BRAD: Go ahead, Catherine. Please.
CATHERINE: I was going to say that that resource that Gretchen’s referencing, there’s two: Interrupting Everyday Bias in Academia and then one for industry, which you can search for on our site. It’s an interactive activity that people can use to practice intervening in these situations.
BRAD: We have a string of questions coming in related to the similar thread, and so, this one could be for any of the panelists. But the questions are along these lines: “How can we increase accountability and resources needed to get these kinds of efforts to succeed?” And another person is saying, “I fear without laws requiring equity in computing, we’ll be talking about this in the next decade.” Indeed, we’ve been talking about this for decades, right? “I fear besides CS teachers, time and desire is not there. How do we get funding for hiring computing leaders in schools? Volunteers is not working. How do we make progress? And why is it so slow?”
Well, it begs the question, before we can answer these, what does success look like? In terms of the Tech Inclusion Journey, how do we measure culture change, and what are those metrics that stand for accountability in the way that we framed it up? I’ll kick that over to Lucy to begin with, and then Catherine and Gretchen.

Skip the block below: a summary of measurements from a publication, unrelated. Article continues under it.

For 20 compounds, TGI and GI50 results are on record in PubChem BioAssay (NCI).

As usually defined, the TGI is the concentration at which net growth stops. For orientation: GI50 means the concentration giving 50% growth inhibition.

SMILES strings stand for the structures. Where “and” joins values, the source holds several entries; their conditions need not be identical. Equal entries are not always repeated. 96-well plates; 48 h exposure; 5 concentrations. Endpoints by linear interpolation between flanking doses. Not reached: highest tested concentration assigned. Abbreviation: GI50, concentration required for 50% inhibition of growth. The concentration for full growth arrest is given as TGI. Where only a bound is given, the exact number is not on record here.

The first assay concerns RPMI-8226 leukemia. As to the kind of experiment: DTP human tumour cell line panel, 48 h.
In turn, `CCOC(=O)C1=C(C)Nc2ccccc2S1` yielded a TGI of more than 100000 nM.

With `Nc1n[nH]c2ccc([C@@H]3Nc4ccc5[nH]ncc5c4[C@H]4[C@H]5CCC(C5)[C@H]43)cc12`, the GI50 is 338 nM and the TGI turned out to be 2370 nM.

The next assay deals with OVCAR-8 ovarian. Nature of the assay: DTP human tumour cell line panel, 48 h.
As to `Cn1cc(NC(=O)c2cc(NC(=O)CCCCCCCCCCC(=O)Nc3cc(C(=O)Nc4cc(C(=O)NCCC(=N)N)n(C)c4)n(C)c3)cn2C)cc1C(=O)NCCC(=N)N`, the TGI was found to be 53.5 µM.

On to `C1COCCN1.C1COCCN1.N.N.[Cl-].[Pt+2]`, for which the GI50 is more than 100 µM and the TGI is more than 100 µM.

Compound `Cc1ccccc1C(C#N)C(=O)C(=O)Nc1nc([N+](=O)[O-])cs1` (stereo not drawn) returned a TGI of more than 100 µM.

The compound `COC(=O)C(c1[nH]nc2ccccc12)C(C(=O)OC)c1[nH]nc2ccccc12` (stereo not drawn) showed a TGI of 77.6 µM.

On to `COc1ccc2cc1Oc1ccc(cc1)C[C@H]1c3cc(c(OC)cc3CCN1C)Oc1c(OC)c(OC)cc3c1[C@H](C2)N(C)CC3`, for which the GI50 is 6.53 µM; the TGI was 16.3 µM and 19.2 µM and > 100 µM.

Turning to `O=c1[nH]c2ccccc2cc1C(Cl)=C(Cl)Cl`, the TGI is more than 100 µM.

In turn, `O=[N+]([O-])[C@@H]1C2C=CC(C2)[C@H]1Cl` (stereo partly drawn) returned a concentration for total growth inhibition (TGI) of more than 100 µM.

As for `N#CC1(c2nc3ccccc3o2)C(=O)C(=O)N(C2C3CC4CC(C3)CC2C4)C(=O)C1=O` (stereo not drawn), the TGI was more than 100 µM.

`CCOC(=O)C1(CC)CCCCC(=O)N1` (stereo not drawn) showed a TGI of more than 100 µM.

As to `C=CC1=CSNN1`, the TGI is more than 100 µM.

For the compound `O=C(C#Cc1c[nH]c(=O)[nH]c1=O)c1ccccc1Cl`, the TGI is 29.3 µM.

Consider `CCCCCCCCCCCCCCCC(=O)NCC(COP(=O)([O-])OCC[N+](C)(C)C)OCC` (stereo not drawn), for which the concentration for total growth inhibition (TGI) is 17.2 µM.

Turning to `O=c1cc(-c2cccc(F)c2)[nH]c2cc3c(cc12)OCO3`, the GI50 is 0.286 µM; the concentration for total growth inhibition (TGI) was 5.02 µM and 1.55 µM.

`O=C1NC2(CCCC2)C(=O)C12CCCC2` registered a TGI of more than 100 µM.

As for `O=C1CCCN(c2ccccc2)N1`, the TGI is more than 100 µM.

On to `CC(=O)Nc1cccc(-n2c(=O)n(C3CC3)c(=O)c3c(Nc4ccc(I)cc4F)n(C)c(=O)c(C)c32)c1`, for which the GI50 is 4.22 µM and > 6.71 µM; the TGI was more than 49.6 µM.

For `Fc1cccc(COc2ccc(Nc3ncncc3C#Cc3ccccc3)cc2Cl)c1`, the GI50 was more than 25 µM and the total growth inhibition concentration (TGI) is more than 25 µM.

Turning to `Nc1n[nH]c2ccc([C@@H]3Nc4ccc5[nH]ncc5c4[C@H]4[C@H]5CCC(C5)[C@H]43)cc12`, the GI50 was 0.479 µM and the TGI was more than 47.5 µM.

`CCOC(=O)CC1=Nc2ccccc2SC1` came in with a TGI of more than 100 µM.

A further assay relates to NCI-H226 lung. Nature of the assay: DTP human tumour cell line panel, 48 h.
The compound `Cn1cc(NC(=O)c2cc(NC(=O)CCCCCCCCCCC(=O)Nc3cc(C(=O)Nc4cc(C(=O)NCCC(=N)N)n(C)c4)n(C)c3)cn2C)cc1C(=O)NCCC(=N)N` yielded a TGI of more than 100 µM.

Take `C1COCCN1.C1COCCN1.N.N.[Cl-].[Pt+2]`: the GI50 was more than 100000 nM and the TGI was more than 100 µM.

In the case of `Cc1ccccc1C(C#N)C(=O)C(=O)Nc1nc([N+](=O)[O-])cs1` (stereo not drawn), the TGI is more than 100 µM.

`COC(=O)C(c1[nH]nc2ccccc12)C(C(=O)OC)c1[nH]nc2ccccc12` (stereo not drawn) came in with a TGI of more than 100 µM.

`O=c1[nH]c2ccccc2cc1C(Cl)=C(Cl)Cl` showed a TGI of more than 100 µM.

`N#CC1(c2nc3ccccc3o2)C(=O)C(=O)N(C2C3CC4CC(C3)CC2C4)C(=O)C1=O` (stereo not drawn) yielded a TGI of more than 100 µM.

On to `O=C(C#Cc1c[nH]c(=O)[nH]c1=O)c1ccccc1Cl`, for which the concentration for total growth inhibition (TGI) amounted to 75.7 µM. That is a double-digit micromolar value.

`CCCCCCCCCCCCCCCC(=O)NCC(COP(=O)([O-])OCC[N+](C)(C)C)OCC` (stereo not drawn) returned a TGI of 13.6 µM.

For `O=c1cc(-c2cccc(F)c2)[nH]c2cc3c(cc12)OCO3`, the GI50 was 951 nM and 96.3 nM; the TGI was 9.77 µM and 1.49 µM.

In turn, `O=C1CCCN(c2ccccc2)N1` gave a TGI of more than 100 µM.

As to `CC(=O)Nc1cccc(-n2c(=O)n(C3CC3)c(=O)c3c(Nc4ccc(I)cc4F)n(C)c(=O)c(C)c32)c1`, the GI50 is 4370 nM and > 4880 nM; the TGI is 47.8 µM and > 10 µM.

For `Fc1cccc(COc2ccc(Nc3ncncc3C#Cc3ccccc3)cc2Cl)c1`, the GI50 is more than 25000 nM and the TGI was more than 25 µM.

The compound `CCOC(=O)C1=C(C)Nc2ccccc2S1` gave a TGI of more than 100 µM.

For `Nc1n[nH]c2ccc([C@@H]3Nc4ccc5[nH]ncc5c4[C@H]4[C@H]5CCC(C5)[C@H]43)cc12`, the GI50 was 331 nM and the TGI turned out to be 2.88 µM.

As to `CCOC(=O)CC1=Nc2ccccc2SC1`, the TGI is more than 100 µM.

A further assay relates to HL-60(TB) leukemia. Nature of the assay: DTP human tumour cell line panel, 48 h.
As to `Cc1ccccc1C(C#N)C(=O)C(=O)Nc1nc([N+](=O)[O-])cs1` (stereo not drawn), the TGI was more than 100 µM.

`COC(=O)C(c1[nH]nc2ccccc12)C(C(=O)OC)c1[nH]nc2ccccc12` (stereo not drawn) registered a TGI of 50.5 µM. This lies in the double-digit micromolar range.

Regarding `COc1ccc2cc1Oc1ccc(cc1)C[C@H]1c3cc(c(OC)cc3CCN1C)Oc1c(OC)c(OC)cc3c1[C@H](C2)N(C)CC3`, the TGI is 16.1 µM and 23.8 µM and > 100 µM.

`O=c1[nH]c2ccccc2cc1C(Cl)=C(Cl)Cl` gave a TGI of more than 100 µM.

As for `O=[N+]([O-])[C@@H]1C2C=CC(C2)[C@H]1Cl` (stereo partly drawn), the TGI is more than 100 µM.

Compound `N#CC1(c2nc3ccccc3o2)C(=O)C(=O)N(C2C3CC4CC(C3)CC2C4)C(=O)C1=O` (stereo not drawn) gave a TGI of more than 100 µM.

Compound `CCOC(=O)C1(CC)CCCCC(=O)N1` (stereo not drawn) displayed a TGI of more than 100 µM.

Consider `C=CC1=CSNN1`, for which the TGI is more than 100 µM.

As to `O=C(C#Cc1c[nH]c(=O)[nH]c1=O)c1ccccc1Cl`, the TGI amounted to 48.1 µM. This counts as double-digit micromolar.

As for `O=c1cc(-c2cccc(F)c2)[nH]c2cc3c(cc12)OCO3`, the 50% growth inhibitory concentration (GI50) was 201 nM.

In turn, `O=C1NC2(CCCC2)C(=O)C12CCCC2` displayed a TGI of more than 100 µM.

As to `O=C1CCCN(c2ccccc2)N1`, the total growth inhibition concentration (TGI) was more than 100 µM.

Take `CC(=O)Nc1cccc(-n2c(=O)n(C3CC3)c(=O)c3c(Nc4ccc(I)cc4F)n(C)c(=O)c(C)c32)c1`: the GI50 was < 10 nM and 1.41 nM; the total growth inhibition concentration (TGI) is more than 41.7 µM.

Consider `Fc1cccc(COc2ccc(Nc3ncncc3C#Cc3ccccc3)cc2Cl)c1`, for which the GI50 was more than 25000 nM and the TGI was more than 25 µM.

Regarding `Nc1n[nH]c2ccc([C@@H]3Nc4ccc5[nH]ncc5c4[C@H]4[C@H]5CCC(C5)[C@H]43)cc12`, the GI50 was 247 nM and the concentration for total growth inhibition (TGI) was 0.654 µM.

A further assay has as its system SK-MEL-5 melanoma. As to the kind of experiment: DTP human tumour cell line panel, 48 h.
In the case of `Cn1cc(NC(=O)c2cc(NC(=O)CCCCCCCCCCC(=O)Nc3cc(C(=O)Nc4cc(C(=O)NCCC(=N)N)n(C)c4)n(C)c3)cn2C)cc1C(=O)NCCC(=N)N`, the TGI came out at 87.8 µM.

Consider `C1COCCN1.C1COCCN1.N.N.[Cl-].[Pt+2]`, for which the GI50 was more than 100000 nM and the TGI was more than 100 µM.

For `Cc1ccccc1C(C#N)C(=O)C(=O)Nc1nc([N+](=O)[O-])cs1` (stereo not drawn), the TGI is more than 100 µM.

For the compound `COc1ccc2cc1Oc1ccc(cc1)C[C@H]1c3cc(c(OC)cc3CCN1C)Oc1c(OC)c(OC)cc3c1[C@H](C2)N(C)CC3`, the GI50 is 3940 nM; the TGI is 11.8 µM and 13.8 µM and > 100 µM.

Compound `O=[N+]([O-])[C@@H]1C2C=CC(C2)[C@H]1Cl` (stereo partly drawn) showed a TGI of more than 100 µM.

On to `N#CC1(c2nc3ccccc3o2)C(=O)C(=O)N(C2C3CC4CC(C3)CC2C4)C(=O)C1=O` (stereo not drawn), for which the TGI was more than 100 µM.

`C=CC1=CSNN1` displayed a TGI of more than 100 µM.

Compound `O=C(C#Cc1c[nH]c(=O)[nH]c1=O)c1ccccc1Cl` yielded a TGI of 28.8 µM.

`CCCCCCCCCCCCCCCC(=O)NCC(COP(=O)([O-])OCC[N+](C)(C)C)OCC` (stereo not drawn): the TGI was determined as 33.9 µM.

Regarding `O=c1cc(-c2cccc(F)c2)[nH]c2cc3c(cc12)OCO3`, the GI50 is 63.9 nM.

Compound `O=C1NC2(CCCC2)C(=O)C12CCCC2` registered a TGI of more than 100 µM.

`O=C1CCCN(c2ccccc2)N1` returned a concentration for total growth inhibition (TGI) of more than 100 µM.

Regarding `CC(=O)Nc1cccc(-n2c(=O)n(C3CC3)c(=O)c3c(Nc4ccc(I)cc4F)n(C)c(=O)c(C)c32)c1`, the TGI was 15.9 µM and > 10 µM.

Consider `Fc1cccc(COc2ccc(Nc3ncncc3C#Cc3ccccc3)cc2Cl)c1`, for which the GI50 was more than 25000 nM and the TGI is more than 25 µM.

LUCY: I want to reinforce the accountability piece of this. I agree with this question. It definitely comes down to resources, leadership, and accountability. When you have a strategic plan that a leader owns and is passionate about, you will have the resources you need to get it done. So, I agree that those are all linked together, and we’ve seen a number of cases where we have leaders who are aspousing that they’re committed, but then there are no resources, there’s no support. There’s no support for strategic planning. You know, they’ll announce diversity and inclusion speaker and then leave the room. I mean, there are all kinds of signs about this, and so, when we talk about systemic and strategic planning, that’s one of the main indicators when you look inside an organization. That if they don’t have that, they don’t have leadership behind that, chances are pretty good that it’s going to take a whole lot more work to get progress in that organization. We see huge differences between the two. So, I don’t have a magical answer on this. I feel like it is exactly the right question to be asking, and having strategic plans, or the lack thereof, is an indicator of a lack of accountability and leadership. You know, if you don’t have those, and they’re not resourced, you know, the best plan in the world, if you don’t have the resources to do it, then you can’t get it done. So, I have no magic answer for that, other than perseverance, I suppose. Gretchen or Catherine, do you have an answer?